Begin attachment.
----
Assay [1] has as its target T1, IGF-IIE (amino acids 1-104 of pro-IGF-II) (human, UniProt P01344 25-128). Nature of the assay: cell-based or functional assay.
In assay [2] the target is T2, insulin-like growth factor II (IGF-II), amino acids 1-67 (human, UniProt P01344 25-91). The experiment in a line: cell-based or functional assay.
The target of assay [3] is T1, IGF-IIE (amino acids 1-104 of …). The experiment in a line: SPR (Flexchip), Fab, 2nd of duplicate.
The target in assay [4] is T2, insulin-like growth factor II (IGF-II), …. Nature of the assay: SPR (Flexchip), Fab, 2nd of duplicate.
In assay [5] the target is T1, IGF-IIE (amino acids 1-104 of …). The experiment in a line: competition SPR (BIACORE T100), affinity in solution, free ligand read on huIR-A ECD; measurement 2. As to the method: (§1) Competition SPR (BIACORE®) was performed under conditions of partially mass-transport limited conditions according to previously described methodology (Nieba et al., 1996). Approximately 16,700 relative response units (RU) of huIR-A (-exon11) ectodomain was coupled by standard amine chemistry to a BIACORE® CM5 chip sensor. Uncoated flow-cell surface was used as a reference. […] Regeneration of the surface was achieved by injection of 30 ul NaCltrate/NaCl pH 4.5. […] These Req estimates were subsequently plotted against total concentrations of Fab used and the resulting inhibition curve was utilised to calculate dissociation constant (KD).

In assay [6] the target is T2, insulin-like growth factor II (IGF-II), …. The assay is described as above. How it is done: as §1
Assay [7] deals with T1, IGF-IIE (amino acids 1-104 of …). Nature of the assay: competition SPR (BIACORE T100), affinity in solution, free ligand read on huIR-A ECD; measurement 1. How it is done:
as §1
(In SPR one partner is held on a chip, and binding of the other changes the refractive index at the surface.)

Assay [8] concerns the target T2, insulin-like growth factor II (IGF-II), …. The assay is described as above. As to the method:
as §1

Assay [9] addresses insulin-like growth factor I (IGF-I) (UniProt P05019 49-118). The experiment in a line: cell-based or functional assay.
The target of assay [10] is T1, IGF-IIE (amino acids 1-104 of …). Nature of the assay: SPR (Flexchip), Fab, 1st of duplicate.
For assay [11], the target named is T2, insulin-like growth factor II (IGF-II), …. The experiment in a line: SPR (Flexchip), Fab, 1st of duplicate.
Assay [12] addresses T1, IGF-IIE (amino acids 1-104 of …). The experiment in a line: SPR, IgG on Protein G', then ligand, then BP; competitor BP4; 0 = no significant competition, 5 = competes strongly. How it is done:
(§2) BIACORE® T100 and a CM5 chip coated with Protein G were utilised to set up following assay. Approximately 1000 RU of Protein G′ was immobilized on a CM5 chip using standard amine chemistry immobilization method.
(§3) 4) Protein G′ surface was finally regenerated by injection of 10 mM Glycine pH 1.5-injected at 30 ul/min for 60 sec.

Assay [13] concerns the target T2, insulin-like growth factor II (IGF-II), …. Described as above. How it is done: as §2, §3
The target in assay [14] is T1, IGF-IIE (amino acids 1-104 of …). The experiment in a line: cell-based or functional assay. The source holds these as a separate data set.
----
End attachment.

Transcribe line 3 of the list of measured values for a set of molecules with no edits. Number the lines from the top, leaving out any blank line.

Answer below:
The target of assay [3] is T1, IGF-IIE (amino acids 1-104 of …). The experiment in a line: SPR (Flexchip), Fab, 2nd of duplicate.